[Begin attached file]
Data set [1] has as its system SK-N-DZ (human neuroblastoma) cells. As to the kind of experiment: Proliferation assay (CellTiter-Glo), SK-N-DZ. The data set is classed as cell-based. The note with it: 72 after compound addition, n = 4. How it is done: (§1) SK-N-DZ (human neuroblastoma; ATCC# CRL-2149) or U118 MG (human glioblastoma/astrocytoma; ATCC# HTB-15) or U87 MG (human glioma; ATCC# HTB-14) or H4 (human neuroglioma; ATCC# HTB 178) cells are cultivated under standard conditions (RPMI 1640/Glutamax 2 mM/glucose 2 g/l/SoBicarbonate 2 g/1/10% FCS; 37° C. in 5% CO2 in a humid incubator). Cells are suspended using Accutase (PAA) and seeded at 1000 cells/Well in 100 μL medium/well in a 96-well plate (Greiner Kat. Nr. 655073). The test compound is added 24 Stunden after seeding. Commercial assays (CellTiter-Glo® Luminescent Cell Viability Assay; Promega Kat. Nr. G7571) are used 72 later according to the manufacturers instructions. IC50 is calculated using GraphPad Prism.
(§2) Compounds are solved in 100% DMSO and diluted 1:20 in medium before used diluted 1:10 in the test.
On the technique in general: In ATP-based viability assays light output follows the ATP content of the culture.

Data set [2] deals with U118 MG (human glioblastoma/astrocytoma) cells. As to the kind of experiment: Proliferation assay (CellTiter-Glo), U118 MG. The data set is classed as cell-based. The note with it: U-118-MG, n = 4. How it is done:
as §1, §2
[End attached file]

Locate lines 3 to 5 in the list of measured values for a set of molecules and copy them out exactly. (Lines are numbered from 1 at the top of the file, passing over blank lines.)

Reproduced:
On the technique in general: In ATP-based viability assays light output follows the ATP content of the culture.

Data set [2] deals with U118 MG (human glioblastoma/astrocytoma) cells. As to the kind of experiment: Proliferation assay (CellTiter-Glo), U118 MG. The data set is classed as cell-based. The note with it: U-118-MG, n = 4. How it is done:
as §1, §2